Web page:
How to make Baked Japanese Sweet Potatoes with Miso Tahini Butter
Wash or thoroughly scrub the Japanese sweet potatoes. I use a potato brush like this. Use a sharp knife to prick the potatoes all over. Transfer the potatoes to a parchment paper-lined baking sheet, or directly onto your oven rack.
Bake the potatoes at 375°F/190°C for 75 minutes (60 minutes for small potatoes; 85-90 minutes for large potatoes). Turn off the oven and let the potatoes rest inside the oven for 45-60 minutes.
Take the potatoes out of the oven and slice across the top. They should be extremely tender and soft on the inside. See that interior creaminess below!
I learned this close-the-oven-door trick from another food blog called Matcha and Tofu, and it works wonders!
While the potatoes are baking, make the miso tahini butter. Soften the vegan butter at room temperature until you can mash it with a fork.
Add the miso paste and butter to a medium or small bowl. Then add in the tahini.
Add the lime zest, toasted sesame oil, and agave nectar. Squeeze in the lime juice and add crushed red pepper flakes.
Use a fork or whisk to mash all the ingredients until smooth.
Slather the miso tahini butter inside the baked and sliced sweet potatoes. Top with cilantro, toasted sesame seeds, lime zest, and a pinch of flaky salt.
Tips for this Recipe
For the miso tahini butter, slowly with the miso paste, toasted sesame oil, lime juice, and agave. After mashing up the ingredients, taste and adjust accordingly. Add more miso for more intense sweet-saltiness, more sesame oil for a nutty rich taste, more lime juice for acidity, or more agave for a touch more of sweetness.
If the miso tahini butter is more on the melty side rather than creamed, pop it in the fridge for 20ish minutes until it reaches a spreadable consistency.
If you have leftover miso tahini butter, store the leftovers in an airtight container in the fridge for several days. You can spread it on toast, or on other roasted or steamed vegetables.
To turn this recipe into a main course, stuff some chickpeas or lentils into the buttered sweet potatoes. Recently, I served them with pan-fried chickpeas and it was such a hit with my family.
To pan fry chickpeas, head a bit of oil in a large frying pan, spread out the cooked chickpeas in an even layer, cook over medium-high heat for about 5 minutes, tossing only occasionally until they’re blistered in some spots. During the last minute of cooking, season with salt and pepper (I love using this Japanese chili pepper, Shichimi Togarashi) and a squeeze of lime juice.
To take this recipe over the top, sprinkle on some vegan furikake (a dried Japanese condiment typically made with sesame seeds, dried seaweed, dried fish, and sugar) or gomasio (a dried Japanese condiment made from sesame seeds and salt) on top. SO GOOD!
Substitutes for this Recipe
If you can’t find Japanese sweet potatoes where you live, you can substitute traditional sweet potatoes. To bake those, increase the oven temperature to 425°F (218°C). Lightly slash or prick the sweet potatoes several times with a sharp knife, place on a parchment paper-lined baking sheet, and bake for 45-55 minutes, or until the potatoes are fork tender and don’t give any resistance.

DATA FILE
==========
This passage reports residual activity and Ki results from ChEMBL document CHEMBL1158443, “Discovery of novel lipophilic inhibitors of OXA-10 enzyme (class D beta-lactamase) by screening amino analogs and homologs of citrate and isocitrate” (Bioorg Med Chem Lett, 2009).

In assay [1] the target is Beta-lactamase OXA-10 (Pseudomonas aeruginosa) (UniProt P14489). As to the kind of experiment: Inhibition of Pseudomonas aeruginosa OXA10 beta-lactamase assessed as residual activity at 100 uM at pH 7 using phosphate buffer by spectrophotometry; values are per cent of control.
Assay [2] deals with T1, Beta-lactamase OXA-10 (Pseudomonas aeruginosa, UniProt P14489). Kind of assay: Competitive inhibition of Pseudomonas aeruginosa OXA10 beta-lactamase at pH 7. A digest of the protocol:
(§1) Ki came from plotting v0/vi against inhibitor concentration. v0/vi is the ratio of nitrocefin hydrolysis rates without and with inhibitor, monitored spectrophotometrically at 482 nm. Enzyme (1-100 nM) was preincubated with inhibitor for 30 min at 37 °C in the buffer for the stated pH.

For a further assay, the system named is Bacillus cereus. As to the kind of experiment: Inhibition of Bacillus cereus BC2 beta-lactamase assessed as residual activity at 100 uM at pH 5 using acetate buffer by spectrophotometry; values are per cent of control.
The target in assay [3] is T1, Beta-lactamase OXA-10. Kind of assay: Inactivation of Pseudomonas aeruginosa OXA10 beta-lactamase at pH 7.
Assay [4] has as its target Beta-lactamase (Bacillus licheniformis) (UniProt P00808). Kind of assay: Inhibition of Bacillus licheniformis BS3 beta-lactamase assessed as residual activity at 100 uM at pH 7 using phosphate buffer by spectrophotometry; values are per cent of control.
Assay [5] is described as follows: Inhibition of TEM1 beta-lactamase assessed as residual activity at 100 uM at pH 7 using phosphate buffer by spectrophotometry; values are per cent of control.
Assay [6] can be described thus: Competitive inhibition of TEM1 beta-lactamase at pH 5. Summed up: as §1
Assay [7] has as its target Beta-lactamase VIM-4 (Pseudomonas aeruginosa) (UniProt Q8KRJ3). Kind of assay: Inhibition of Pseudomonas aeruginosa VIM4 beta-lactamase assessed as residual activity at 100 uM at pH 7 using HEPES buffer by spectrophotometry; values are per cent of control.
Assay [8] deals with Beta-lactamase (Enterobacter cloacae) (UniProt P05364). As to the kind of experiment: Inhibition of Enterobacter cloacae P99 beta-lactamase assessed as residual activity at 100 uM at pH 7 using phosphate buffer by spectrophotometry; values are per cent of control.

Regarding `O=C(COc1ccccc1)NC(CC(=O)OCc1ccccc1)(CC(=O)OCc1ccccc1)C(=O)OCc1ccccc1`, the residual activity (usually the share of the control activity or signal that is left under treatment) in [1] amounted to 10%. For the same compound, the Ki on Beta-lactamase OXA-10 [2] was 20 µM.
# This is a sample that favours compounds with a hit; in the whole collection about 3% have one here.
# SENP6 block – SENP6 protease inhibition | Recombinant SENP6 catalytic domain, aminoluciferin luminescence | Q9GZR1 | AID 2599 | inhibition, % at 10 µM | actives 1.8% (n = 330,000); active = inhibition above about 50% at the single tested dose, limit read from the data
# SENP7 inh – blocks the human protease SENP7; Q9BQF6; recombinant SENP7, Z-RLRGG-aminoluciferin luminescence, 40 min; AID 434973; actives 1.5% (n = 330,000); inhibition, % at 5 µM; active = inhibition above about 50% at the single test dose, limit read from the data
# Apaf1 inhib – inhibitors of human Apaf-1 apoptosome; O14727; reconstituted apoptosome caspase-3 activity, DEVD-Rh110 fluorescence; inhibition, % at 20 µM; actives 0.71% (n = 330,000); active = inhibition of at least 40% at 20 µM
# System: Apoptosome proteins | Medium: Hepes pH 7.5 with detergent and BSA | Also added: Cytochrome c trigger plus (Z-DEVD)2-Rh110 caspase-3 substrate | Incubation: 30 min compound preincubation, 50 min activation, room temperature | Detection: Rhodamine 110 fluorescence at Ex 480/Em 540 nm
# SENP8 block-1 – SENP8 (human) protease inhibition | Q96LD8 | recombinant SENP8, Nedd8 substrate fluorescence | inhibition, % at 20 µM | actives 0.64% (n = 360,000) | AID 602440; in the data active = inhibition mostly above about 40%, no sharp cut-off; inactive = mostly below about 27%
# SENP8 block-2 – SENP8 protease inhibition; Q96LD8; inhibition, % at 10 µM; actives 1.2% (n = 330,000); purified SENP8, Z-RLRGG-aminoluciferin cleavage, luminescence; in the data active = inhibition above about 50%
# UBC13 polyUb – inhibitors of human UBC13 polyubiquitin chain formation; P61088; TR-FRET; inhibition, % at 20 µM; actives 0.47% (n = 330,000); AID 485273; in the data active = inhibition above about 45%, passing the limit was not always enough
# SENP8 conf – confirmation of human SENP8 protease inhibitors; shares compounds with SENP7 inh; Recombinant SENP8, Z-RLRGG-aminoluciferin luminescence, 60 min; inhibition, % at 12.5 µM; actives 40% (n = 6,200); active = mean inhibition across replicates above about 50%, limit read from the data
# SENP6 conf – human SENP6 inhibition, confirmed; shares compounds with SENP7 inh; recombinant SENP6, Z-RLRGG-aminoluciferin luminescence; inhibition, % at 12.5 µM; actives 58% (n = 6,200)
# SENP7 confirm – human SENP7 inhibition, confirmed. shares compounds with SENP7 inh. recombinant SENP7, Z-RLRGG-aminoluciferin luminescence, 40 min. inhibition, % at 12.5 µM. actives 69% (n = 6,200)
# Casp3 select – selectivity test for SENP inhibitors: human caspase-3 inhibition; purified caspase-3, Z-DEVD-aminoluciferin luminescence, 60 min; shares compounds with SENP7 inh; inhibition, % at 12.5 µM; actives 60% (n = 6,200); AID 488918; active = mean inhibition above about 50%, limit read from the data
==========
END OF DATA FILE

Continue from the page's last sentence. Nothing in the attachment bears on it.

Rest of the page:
If you can’t find white miso paste, yellow miso is the best next option. Red miso is a lot bolder in flavor and can overwhelm other flavors, so try using half the amount called for in the recipe to prevent overpowering the other flavors.
If you give this Baked Japanese Sweet Potatoes with Miso Tahini Butter recipe a try, be sure to tag me on Instagram with your recreations and please comment with your feedback below!
- 2 pounds Japanese sweet potatoes
Miso Tahini Butter
- 5 tablespoons vegan butter, softened at room temperature
- 1 tablespoon white miso, plus more to taste
- 2 tablespoons good-quality tahini
- 1/2 of a medium lime, zested
- 1 ½ tablespoons lime juice, plus more to taste
- 1 teaspoon toasted sesame oil, plus more to taste
- 1/2 to 1 teaspoon agave nectar
- A few pinches of red pepper flakes
- 1 tablespoons toasted sesame seeds*
- Flaky sea salt
- 1/2 cup fresh cilantro leaves
- Lime zest
- Optional: vegan furikake or gomasio
- Preheat the oven to 375°F/190°C.
- Lightly slash or prick the sweet potatoes several times with a sharp knife to allow for even ventilation. Place the potatoes on a parchment paper lined baking sheet, or directly on the oven rack. Bake for 75 minutes for medium-sized potatoes (60 minutes for small Japanese sweet potatoes; 85-90 minutes for large ones). Turn off the oven and keep the potatoes in the oven, with the door closed for 45 to 60 minutes.
- Meanwhile, make the Miso Tahini Butter. Add the softened vegan butter to a medium bowl, along with the tahini, miso paste, lime zest, lime juice, toasted sesame oil, agave, and red pepper flakes. Use a fork or whisk and mash until the mixture is very smooth. Taste for seasonings, and add the additional miso for more umami, lime juice for acidity, or sesame oil for toasted nutty flavor, as needed. If the butter is more on the melty side rather than creamed, pop it in the fridge for 20ish minutes until it reaches a spreadable consistency.
- Once the sweet potatoes are done, slice them open and spread the miso butter tahini on top. Sprinkle with the toasted sesame seeds and a pinch or two of flaky sea salt. Top with fresh cilantro leaves. Zest a bit of lime on top before serving. If desired, sprinkle some vegan furikake or gomasio on top before serving.